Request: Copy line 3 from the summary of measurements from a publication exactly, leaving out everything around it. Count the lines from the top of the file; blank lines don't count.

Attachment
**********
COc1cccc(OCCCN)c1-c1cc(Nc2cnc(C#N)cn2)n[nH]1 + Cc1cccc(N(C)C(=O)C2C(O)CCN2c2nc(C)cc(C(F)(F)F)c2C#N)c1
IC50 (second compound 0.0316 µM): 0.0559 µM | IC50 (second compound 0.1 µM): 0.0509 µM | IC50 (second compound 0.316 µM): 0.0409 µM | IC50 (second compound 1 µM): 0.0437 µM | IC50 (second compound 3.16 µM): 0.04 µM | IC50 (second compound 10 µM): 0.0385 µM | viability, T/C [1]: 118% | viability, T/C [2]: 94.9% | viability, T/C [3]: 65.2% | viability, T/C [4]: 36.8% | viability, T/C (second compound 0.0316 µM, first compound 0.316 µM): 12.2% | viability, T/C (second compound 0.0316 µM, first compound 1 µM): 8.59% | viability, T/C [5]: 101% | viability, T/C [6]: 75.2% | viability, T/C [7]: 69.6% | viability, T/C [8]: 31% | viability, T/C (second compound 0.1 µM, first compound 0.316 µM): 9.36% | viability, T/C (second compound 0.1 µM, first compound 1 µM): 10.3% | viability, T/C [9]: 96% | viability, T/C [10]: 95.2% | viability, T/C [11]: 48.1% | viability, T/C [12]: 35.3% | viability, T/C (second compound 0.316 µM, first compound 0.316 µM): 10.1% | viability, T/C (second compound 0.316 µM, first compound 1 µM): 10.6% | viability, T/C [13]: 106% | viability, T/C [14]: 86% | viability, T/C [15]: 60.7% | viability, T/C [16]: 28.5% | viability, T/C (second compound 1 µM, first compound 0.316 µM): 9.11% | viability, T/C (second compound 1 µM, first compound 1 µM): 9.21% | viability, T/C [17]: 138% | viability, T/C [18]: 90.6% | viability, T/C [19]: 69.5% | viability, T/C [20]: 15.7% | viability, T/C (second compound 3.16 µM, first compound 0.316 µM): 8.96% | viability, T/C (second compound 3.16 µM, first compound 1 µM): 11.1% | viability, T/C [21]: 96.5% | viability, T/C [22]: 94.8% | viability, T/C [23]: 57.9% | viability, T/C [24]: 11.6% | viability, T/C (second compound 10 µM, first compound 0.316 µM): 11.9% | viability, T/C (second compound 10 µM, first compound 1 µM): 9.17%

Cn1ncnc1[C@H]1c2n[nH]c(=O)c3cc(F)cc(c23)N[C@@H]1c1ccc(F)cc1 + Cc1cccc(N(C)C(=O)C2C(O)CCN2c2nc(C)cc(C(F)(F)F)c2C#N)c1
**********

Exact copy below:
Cn1ncnc1[C@H]1c2n[nH]c(=O)c3cc(F)cc(c23)N[C@@H]1c1ccc(F)cc1 + Cc1cccc(N(C)C(=O)C2C(O)CCN2c2nc(C)cc(C(F)(F)F)c2C#N)c1